Are you ready for all the tax changes coming?

Tax Alert - March 2017

By Veronica Harley

1 April 2017 marks the beginning of the 2018 standard tax year.  This year, it is significant as there are a lot of tax changes that either come into effect on this date or will start to apply from the beginning of the 2018 income year which for most taxpayers commences 1 April 2017.  In this article we have compiled a list of the key enacted changes that you should be aware of.  We have reported on all these measures in previous Tax Alerts.  Please contact your Deloitte advisor for more information.

From 1 April 2017

  • Employers will be required to report share benefits under an employee share scheme via the PAYE system.  Employers also now have the ability to withhold PAYE on such benefits (at their discretion).  See our other article on this issue of Tax Alert for more details.
  • The self-correction threshold under which taxpayers can correct minor errors in their next tax return (and not reopen a past return) is increasing from $500 to $1000 of tax.
  • Contractors who are subject to the schedular withholding payment rules will, in most cases, be allowed to elect their own withholding rate without having to apply to Inland Revenue for a special rate. The schedular payment rules will also be extended to contractors who work for labour-hire firms.
  • New rules will allow the Commissioner to start disclosing certain taxpayer information and their significant tax debt to approved credit reporting agencies. Inland Revenue will also be able to share certain information with the Registrar of Companies to assist with enforcement of certain offences under the Companies Act 1993.
  •  From this date it will no longer be necessary to renew RWT exemption certificates annually (instead, RWT exemption certificates are issued for an unlimited period) to reduce compliance costs.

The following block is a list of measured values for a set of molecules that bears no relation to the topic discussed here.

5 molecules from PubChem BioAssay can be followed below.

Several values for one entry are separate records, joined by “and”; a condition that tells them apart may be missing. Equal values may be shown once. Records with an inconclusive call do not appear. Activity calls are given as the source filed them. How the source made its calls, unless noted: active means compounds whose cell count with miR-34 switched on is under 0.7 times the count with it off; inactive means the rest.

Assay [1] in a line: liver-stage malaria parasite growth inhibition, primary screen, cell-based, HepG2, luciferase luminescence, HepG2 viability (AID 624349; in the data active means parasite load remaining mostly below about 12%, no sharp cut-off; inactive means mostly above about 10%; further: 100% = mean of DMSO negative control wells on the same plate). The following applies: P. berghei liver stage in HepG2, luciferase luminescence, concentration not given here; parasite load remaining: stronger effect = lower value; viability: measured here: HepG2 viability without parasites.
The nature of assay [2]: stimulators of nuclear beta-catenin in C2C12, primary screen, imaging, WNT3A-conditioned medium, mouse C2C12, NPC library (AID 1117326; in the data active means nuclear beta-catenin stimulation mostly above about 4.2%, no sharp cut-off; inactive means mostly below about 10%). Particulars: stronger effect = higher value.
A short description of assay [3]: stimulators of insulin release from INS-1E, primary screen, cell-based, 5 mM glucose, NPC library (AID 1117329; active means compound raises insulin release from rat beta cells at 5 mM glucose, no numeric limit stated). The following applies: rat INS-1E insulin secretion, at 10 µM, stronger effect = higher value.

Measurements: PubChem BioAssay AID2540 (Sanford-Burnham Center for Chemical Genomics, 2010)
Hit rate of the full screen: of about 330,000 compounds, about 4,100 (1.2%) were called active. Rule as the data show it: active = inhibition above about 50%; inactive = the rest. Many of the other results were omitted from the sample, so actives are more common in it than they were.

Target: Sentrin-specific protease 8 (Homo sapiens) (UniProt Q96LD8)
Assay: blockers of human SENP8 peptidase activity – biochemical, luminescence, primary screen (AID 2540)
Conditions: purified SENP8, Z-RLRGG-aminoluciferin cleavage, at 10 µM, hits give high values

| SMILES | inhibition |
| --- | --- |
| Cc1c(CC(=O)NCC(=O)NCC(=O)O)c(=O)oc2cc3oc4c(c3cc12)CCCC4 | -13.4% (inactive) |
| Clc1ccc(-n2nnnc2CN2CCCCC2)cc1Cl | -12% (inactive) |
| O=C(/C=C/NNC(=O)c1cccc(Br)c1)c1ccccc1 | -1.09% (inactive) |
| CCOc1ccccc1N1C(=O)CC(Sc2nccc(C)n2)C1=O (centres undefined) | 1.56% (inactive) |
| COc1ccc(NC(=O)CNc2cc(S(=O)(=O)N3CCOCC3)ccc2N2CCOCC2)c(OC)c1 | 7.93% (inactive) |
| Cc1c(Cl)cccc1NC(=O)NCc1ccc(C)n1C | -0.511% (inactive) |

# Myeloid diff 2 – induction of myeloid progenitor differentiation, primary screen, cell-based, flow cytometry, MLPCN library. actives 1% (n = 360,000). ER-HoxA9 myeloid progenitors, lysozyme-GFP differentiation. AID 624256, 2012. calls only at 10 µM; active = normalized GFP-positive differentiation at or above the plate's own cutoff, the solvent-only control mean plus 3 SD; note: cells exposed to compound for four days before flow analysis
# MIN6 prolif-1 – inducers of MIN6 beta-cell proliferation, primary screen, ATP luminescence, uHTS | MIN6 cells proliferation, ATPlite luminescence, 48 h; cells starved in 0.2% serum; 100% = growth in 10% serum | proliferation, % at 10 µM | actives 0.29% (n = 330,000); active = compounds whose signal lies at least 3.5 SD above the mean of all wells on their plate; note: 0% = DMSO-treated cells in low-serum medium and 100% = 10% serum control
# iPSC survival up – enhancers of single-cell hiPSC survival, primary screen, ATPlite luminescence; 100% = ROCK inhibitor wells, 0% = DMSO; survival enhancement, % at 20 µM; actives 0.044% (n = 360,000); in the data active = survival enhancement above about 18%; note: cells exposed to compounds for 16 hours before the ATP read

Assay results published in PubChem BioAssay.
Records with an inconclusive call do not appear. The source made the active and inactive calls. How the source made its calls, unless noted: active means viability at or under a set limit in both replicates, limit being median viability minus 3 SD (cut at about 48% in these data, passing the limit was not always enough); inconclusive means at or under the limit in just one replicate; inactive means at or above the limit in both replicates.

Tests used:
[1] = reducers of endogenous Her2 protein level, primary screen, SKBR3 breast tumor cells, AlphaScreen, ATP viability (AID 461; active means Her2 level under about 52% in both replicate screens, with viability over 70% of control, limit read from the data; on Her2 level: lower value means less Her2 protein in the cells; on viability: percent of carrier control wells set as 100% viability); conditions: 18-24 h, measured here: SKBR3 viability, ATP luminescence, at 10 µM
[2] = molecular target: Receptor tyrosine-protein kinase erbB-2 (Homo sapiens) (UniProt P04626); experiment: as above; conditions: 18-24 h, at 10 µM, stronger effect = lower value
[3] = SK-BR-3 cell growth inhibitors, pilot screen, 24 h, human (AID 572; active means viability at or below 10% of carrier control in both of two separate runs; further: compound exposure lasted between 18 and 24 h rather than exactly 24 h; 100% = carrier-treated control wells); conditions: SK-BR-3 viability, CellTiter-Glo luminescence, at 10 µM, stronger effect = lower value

For the 2018 income year

  • More companies will qualify to pay FBT on an annual (rather than quarterly) basis as the threshold for PAYE and ESCT increases from $500,000 to $1 million.  
  • New concessional methods become available for calculating UOMI on provisional tax (refer our article in this issue on these new rules).  These rules apply to 2018 provisional tax.
  • The threshold for when UOMI applies on under and over payments of provisional tax will change (see our other article in this issue)
  • New optional compliance saving methods are available for calculating deductions for the business use of a home office and a motor vehicle.
  • The motor vehicle expenditure rules are being extended to certain close companies as an alternative to paying FBT on motor vehicle benefits provided to shareholder-employees.
  • With effect from the 2018 income year, taxpayers will have an option to save on compliance by choosing not to determine the amount of deferred employment income accruals that were paid out by the end of the 63rd day following balance date. That is, the whole accrual will simply be added back.
  • The 1% incremental monthly late payment penalty will be removed for provisional and income tax for the 2018 and later income years, GST return periods ending within 8 days before 31 March 2017 and GST return periods ending after 31 March 2017, under or over payments of Working For Families tax credits for the 2018 and later income years and any related civil penalties imposed for these taxes and periods.

The Taxation (Annual Rates for 2016-17, Closely Held Companies, and Remedial Matters) Bill was still going through the latter Parliamentary stages as we were compiling this list.  There are lots of measures in this bill which take effect on the date of enactment, from 1 April 2017 or the 2018 income year.  While the bill is expected to be enacted prior to 31 March 2017, there will be a short window of time for taxpayers to get organised on some of these issues. We will report on these changes once the bill is enacted and the application dates are finalised.  In the meantime contact your Deloitte advisor to discuss further.

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